PHILADELPHIA – Even during times of great concern, people feel the need to look their very cosmetic best and to do so at the best price possible. What they don’t realize is that the cheaper dermal filler they purchase online could potentially make them ill, or never reach their doorstep because they violate U.S. import laws.
Since the beginning of the year, Customs and Border Protection officers in Philadelphia have seized more than 100 shipments of dermal filler bearing the brand names of Juvederm, Teoxane, Teosyal, Sculptera, Orthovisc, Revanesse, Restylane, Dyasport, and of course the more popularly known Botox.
CBP seized the dermal filler shipments for violating the Federal Food, Drug and Cosmetic Act, specifically 21 USC 331, and for violating import licensing and permit requirements (19USC1595a). The shipments, which arrived aboard air cargo flights from Germany and Poland, were destined to addresses in states across the United States, but Florida was the most popular. The domestic value of each shipment ranged from less than $300 to $450, cheaper than what consumer would pay in the United States.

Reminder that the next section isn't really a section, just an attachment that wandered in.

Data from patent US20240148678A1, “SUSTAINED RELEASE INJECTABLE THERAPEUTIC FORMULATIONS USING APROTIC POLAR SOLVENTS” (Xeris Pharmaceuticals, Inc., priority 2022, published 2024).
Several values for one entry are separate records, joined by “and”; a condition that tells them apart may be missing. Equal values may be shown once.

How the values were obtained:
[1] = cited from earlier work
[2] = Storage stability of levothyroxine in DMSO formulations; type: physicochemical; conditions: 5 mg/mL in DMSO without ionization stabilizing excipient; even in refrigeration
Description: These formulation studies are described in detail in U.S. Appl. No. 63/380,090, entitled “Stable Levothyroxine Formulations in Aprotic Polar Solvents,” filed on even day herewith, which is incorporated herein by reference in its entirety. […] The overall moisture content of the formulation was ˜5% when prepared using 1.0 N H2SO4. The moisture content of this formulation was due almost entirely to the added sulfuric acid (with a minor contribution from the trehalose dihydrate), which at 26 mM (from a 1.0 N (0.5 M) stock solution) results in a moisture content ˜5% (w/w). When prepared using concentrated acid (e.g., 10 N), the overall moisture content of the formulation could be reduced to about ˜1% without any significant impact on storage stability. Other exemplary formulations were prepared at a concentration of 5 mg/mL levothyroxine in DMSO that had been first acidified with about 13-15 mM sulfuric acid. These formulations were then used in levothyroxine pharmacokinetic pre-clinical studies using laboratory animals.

“American consumers should exercise caveat emptor, or buyer beware, that just because you purchase an item more cheaply online overseas does not necessarily mean it is lawful for importation to the United States or safe for consumer use,” said Joseph Martella, Area Port Director for the Area Port of Philadelphia. “Customs and Border Protection officers will continue to work with the trade industry and our consumer safety partners to intercept illicit and potentially dangerous products at our nation’s ports of entry.”
Consumers should also be aware that products purchased online may be counterfeit products that may have been manufactured in unregulated facilities with substandard or harmful ingredients. CBP urges consumer to buy from reputable vendors.
The Food and Drug Administration offers safety tips for dermal fillers, including never purchasing dermal filler on the Internet because they may be counterfeit, contaminated or harmful.
CBP's border security mission is led at ports of entry by CBP officers from the Office of Field Operations. CBP officers screen international travelers and cargo and search for illicit narcotics, unreported currency, weapons, counterfeit consumer goods, prohibited agriculture, and other illicit products that could potentially harm the American public, U.S. businesses, and our nation’s safety and economic vitality. Please visit CBP Ports of Entry to learn more about how CBP’s Office of Field Operations secures our nation’s borders.